Adelantado (,,Spanish: [aðelan'taðo]; meaning "advanced") was a title held by Spanish nobles in service of their respective kings during the Middle Ages. It was later used as a military title held by some Spanish conquistadores of the 15th, 16th and 17th centuries.
Adelantados were granted directly by the monarch the right to become governors and justices of a specific region, which they were charged with conquering, in exchange for funding and organizing the initial explorations, settlements and pacification of the target area on behalf of the Crown of Castile. These areas were usually outside the jurisdiction of an existing audiencia or viceroy, and adelantados were authorized to communicate directly with the Council of the Indies.
The term has its origins in the reconquista. The term comes from the phrase por adelantado (Spanish: "in advance", although translations stating "one who goes before" and "the forward man" are also found). According to the Siete Partidas the office of adelantado was the equivalent of the Roman Praefectus urbi (Latin).
The earliest definitely known adelantado was appointed by Alfonso X in 1253 in the recently conquered territory of "La Frontera" (Andalusia). However the office had precedents in the duties and rights held by some officers of the Navarrese dynasty of Castile and León, and Álvar Fáñez or Fortún Sánchez in the Ebro valley performed similar services in detached territories beyond the frontier. It was during this time that the Siete Partidas, commissioned by Alfonso X, more precisely identified the powers of the office. That law code created the position of an adelantado mayor, who was at the same time an intermediary appellate judge, located in the judicial hierarchy between local justices and the king's court, and an executive officer, who as a direct representative of the king, was charged with implementing royal orders in his assigned area. Most appointees were from the upper nobility or the royal family. After its success in Andalusia, the institution was introduced in the northern areas of the peninsula, merging with, and becoming indistinguishable from an older judicial office, the Royal Merinos.
Beyond the peninsula the term adelantado was granted to Alonso Fernández de Lugo in the conquest of the Canary Islands and was confirmed to members of his family. The term became modified over time. During the colonization of the Americas and Spanish East Indies (Asia), each charter specified different powers to each adelantado, sometimes in a vague manner, which often lead to confusion, as in the case between Juan de Oñate and the Viceroy of New Spain. The title was also granted both as an inheritable title and one that lasted for one life only. With the publication of the Ordinances Concerning Discoveries (Ordenanzas de descubrimientos, nueva población y pacificación de las Indias) in 1573, the attributes of adelantados became regularized, although the title was granted with much less frequency after this date, especially since the institutions of audiencias, governors and viceroys had been developed. Nevertheless, the Ordinances are useful because they illustrate the faculties adelantados often had. The Ordinances established that adelantados, in their capacity as governors and justices of the new territories, had the right to hear civil and criminal cases in appeal, to name the regidores and employees of the cabildos of any towns founded, to name interim treasury officials, to issue ordinances on the use of land and mines, to establish districts, and to organize militias and name their captains.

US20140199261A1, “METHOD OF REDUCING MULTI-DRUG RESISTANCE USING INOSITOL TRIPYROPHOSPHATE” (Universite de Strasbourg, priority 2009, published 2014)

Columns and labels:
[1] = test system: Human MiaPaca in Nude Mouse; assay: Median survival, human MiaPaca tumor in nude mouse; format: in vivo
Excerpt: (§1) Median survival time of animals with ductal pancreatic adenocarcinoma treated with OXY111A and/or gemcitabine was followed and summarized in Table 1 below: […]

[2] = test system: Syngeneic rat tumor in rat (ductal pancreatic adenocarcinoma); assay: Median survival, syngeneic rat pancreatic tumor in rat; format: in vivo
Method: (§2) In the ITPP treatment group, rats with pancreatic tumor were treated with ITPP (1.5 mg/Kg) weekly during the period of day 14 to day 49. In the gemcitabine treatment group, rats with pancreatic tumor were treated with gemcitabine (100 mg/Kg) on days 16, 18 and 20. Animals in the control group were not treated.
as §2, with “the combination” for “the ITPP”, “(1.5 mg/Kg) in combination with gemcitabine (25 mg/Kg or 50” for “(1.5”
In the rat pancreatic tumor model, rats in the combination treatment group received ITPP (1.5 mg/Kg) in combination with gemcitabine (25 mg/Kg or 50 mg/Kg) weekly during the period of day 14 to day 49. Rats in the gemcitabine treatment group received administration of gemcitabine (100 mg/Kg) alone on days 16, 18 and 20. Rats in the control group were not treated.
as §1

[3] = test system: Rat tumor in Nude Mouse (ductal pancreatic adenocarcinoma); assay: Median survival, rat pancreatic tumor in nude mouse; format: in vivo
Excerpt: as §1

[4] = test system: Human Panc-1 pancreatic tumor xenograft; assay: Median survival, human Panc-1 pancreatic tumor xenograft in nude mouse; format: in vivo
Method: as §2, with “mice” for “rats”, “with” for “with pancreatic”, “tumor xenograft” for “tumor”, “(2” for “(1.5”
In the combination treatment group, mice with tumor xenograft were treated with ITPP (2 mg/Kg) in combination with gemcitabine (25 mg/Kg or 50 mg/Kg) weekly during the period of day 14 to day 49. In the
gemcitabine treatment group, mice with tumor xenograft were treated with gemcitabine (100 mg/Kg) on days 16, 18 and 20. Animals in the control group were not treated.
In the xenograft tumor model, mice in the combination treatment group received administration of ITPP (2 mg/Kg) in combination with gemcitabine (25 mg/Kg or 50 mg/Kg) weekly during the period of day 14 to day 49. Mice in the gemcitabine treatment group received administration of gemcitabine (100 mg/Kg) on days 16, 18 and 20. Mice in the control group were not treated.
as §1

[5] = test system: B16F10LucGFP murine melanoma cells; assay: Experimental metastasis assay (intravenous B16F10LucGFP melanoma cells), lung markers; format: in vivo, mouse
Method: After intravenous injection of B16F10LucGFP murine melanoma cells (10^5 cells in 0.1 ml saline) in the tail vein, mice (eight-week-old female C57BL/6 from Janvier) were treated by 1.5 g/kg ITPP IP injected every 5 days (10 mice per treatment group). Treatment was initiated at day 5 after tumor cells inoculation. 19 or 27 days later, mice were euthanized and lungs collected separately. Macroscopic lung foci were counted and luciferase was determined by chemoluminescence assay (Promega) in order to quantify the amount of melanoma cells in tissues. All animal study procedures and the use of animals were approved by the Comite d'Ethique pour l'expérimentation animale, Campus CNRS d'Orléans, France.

The first use of the title adelantado in the Americas was by Bartolomeo Columbus, brother of Christopher Columbus, who governed Hispaniola under this title during his brother's absence from 1494 to 1498. It was later inherited by Diego Colón after much litigation. Other conquistadors who were granted the title include: